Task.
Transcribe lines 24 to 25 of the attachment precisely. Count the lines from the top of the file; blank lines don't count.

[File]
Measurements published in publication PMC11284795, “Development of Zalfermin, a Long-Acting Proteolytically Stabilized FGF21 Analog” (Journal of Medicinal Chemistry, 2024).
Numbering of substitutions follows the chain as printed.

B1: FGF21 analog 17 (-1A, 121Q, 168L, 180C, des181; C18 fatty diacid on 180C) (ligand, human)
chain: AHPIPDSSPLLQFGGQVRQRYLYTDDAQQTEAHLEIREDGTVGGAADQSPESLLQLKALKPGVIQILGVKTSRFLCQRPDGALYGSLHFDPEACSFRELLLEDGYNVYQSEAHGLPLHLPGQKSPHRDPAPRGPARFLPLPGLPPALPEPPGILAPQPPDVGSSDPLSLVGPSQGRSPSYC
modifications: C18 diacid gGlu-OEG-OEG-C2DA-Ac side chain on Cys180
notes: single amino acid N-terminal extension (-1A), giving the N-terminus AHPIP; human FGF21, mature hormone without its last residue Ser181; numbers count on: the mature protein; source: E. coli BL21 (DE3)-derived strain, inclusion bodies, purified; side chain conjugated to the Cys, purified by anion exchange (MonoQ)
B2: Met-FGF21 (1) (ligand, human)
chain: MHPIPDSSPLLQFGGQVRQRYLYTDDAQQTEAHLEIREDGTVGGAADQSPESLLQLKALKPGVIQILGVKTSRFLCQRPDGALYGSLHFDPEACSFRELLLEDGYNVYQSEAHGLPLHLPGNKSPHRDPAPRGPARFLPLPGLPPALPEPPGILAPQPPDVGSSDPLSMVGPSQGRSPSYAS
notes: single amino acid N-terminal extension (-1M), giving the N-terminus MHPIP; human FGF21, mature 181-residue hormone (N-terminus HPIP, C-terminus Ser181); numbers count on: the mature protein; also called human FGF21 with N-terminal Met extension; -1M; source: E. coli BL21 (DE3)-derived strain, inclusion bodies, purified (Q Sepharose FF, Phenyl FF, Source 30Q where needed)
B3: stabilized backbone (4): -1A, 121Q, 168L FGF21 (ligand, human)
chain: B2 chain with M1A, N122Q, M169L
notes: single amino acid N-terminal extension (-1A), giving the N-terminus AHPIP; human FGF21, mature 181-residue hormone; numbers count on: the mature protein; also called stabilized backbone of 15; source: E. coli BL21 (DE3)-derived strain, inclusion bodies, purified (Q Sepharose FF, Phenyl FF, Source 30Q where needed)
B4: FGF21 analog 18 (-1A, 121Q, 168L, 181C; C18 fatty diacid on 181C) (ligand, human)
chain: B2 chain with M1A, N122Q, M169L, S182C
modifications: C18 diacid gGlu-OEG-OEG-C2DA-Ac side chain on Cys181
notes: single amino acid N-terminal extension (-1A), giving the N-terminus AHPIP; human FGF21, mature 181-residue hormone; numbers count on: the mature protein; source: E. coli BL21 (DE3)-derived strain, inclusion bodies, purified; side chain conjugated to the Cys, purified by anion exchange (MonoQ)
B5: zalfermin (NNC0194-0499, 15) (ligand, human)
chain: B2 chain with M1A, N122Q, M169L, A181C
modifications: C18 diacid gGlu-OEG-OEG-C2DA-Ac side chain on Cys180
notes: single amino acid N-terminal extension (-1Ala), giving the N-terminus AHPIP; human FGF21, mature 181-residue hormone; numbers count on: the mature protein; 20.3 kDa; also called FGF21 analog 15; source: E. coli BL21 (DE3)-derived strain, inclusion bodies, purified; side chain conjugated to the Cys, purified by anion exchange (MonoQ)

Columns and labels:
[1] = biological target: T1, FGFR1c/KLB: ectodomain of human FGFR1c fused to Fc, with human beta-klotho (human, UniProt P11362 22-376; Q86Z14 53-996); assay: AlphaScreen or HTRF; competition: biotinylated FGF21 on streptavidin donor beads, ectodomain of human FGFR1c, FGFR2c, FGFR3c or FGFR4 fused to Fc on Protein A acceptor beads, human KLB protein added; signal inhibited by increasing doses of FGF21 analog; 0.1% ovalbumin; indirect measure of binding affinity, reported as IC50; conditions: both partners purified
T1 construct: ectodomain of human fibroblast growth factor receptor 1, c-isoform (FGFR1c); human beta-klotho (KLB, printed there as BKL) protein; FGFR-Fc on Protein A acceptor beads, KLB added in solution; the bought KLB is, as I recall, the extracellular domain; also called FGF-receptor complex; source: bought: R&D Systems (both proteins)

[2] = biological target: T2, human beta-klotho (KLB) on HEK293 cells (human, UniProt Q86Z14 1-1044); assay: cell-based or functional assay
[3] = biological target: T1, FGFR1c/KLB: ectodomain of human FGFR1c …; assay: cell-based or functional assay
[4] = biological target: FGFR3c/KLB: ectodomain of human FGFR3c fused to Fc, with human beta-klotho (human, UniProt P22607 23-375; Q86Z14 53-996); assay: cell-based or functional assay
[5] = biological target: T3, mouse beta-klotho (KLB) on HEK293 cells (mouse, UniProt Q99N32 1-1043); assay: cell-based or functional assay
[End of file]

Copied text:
[2] = biological target: T2, human beta-klotho (KLB) on HEK293 cells (human, UniProt Q86Z14 1-1044); assay: cell-based or functional assay
[3] = biological target: T1, FGFR1c/KLB: ectodomain of human FGFR1c …; assay: cell-based or functional assay